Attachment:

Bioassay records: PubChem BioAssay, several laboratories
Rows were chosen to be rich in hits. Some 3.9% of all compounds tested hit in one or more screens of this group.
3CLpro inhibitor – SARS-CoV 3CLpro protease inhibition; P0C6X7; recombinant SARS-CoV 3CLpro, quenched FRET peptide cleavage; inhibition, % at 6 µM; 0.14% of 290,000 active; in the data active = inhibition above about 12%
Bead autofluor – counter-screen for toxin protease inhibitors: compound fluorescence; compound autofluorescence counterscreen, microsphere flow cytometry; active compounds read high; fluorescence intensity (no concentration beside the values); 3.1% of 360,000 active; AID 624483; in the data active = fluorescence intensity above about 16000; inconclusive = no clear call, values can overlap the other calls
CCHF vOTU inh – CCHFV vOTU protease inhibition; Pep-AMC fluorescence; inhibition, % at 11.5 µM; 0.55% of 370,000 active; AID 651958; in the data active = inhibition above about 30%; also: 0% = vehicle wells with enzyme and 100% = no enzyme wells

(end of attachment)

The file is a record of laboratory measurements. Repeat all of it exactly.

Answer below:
Bioassay records: PubChem BioAssay, several laboratories
Rows were chosen to be rich in hits. Some 3.9% of all compounds tested hit in one or more screens of this group.
3CLpro inhibitor – SARS-CoV 3CLpro protease inhibition; P0C6X7; recombinant SARS-CoV 3CLpro, quenched FRET peptide cleavage; inhibition, % at 6 µM; 0.14% of 290,000 active; in the data active = inhibition above about 12%
Bead autofluor – counter-screen for toxin protease inhibitors: compound fluorescence; compound autofluorescence counterscreen, microsphere flow cytometry; active compounds read high; fluorescence intensity (no concentration beside the values); 3.1% of 360,000 active; AID 624483; in the data active = fluorescence intensity above about 16000; inconclusive = no clear call, values can overlap the other calls
CCHF vOTU inh – CCHFV vOTU protease inhibition; Pep-AMC fluorescence; inhibition, % at 11.5 µM; 0.55% of 370,000 active; AID 651958; in the data active = inhibition above about 30%; also: 0% = vehicle wells with enzyme and 100% = no enzyme wells